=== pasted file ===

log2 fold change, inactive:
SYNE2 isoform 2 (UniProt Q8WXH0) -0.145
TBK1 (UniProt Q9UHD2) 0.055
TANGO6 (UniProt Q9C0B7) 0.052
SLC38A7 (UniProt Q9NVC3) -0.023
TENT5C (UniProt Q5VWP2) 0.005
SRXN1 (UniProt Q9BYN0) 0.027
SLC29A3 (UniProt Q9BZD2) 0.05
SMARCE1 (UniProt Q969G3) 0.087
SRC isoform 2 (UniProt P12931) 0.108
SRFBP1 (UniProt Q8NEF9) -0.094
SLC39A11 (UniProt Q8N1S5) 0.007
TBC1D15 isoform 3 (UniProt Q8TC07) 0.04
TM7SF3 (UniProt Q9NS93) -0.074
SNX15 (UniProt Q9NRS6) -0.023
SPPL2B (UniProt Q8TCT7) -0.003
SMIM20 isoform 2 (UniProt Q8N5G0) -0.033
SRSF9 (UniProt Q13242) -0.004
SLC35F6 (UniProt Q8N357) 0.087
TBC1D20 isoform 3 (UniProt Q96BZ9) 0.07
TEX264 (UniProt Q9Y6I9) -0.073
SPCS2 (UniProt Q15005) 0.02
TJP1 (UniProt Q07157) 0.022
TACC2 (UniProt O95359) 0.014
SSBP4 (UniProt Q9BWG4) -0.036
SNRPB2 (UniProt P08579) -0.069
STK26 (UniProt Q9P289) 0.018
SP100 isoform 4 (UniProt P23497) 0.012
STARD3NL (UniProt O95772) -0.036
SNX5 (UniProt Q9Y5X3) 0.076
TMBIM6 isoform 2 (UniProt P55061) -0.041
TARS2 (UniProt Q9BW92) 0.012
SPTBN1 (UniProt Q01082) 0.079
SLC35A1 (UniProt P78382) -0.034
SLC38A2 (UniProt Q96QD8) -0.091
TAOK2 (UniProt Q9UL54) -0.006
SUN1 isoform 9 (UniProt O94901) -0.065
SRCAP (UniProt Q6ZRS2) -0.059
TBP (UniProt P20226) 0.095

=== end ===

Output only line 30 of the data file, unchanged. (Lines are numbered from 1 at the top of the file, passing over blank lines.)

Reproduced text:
SNX5 (UniProt Q9Y5X3) 0.076